Updated: Oct 8, 2020
Shopping for clothes should be an enjoyable experience. Rather than getting frustrated, I find myself avoiding stores that have their merchandise tightly crammed on their hanging racks, making it virtually impossible to move the hangers aside and see the item you may want to try on.
Your closet should provide the same experience as entering a well-organized store. Clothing and accessories must be visible, accessible and categorized by type and color. By taking an honest look at your clothes, and keeping only those items that you love and that currently fit well, walking in to your closet will be a delight, and getting dressed in the morning will become something to look forward to!
Pop Up Hamper lined with a sturdy trash bag for donations.
Portable Garment Rack to hold clothes as you sort through them.
Reroute Bin for items that need to leave your closet and find a home elsewhere.
Bins, Post It Notes and Markers to label and store items elsewhere.
Step 1: Remove all Items from the Closet.
If you would like to do some spring-cleaning as you organize, you need to remove everything from the closet. Wipe down all of the shelves, poles and drawers, and vacuum the floor.
Step 2: Purge.
As you remove the items from your closet, ask yourself these questions:
· What have I not worn at all this past season?
· What needs repair or does not fit well?
· Am I going to wear items that are stained or are no longer in style?
· Am I holding onto something purely for sentimental reasons?
Use the portable garment rack and your bed to temporarily hold the clothes you are keeping in your closet. Fill the trash bags with donations. Items to be kept but stored elsewhere, should either be stored in another closet or in a bin under your bed or possibly in the basement or attic – well labeled! Take a photo of the sweater that your grandma lovingly made for you and either let it go or keep it elsewhere.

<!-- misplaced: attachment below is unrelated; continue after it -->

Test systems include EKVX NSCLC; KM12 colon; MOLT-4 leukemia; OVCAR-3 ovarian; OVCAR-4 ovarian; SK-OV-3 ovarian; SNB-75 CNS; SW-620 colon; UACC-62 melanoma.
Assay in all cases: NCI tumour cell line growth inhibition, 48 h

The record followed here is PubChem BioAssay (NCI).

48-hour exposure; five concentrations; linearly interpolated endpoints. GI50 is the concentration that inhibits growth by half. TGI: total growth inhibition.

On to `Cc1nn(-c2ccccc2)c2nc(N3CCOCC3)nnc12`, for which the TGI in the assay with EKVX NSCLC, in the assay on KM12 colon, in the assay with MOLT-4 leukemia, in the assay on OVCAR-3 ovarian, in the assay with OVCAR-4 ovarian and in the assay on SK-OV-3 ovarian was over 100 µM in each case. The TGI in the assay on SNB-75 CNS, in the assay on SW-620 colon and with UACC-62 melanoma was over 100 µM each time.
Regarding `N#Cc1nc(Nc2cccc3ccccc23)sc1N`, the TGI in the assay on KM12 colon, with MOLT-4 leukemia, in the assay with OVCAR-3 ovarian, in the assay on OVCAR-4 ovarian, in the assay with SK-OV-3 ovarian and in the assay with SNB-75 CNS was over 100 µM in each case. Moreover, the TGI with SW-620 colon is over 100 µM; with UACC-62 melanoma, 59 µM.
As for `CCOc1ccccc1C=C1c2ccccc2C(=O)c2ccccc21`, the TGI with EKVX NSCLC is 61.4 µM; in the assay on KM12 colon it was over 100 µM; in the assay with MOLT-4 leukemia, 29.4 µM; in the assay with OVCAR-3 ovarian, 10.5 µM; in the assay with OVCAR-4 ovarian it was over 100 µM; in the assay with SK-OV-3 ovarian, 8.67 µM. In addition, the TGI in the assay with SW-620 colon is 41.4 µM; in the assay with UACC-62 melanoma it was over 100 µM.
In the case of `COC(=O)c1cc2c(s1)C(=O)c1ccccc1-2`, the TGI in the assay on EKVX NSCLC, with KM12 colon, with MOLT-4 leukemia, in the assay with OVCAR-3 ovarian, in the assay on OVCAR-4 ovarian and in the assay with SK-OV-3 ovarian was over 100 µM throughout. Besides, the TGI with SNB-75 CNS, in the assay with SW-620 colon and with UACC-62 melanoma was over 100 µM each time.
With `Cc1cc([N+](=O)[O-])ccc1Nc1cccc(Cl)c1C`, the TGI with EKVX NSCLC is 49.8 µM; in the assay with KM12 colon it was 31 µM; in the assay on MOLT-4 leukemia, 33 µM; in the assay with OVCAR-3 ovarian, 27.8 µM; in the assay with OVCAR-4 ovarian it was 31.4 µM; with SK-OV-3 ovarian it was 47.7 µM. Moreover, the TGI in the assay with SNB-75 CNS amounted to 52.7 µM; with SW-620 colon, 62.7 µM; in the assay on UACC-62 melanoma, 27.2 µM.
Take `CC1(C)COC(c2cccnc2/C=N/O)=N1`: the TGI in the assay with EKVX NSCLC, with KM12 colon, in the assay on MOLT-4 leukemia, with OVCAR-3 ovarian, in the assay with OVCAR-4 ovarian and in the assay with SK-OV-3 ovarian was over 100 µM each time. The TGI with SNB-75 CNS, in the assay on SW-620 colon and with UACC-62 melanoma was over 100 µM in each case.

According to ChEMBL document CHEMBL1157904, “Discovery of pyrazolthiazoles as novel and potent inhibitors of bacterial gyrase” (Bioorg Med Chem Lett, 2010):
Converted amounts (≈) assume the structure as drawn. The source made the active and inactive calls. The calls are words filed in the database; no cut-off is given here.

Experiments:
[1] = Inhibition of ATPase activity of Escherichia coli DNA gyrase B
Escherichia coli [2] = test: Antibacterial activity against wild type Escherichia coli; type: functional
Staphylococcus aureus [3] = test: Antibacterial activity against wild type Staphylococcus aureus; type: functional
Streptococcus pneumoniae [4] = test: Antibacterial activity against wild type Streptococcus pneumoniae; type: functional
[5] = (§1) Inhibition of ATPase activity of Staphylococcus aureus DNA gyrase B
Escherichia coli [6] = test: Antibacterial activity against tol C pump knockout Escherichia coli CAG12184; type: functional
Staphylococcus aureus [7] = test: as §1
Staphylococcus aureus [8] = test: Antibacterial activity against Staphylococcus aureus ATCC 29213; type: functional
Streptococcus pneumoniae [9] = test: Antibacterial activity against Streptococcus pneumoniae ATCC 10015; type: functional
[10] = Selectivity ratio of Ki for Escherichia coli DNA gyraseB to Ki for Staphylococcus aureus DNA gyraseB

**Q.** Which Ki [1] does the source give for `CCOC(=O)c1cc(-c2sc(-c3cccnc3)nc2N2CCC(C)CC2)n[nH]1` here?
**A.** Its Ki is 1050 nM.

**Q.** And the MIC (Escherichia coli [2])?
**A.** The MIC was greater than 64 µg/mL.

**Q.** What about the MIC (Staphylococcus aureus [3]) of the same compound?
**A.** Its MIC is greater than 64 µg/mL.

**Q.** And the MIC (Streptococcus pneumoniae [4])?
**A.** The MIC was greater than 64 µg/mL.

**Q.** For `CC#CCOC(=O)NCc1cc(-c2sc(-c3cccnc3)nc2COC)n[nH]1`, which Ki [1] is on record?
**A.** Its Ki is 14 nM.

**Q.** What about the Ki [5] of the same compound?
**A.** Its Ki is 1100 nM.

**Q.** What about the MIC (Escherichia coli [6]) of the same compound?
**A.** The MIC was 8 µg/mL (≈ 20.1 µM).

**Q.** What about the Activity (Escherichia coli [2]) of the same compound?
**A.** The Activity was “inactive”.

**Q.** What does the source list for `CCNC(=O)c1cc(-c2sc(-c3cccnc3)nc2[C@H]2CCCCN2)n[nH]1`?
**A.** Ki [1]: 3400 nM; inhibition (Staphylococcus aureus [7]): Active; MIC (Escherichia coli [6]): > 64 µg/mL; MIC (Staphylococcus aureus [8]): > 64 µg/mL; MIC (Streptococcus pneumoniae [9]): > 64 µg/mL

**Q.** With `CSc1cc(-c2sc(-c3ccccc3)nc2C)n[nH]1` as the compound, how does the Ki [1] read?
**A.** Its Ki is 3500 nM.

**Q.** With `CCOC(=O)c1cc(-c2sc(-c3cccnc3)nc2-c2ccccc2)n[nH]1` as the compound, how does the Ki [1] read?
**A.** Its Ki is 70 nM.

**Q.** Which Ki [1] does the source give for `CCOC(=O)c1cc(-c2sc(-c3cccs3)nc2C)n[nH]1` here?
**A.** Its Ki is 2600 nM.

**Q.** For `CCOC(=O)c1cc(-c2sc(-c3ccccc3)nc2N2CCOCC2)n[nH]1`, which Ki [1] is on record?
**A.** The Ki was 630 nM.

Step 3: Organize.
Categorize: Get as detailed as you want. For example, main categories could include: Evening Clothes, Work Clothes and Casual Clothes. Evening clothes, that are worn less often, should be stored further back on the clothing rack in a less accessible area and evening shoes should be stored higher up on shelves.
Sub-Categorize: For example, shirts can be further categorized into sleeveless, short sleeve and long sleeve. Organize them even further by color. In the back corners, where the light may not be as good, hang lighter colors and keep the darker colors closer in view.
Shelves vs. Drawers: Use shelves for t-shirts, sweatshirts, work out clothes and sweaters and use drawers to contain socks, underwear and lingerie. Bulky items tend to fill up a drawer very quickly and store much better on a shelf. Avoid high piles and use shelf dividers to prevent items from falling over. Expandable shelf dividers can be used in drawers to separate work out socks from dress socks. Store shoes on shelves, in over the door hanging shoe bags, or perhaps in an under the bed shoe storage container.
Accessories: Belts, ties and scarves can be hung on hooks, or on one of the many products available, such as this scarf hanger.
Hangers/Uniformity: Thin, felt covered hangers take up less room and prevent silky tops from slipping off. For a uniform, cleaner look, consider switching out all of your hangers and remove dry cleaning plastic bags.
Step 4: Maintain.
Remember, that although there are many wonderful closet-organizing products on the market, just because you buy the products, does not mean that you will be organized. You have to work through all of the steps listed in this article to attain and maintain a closet that you love to spend time in!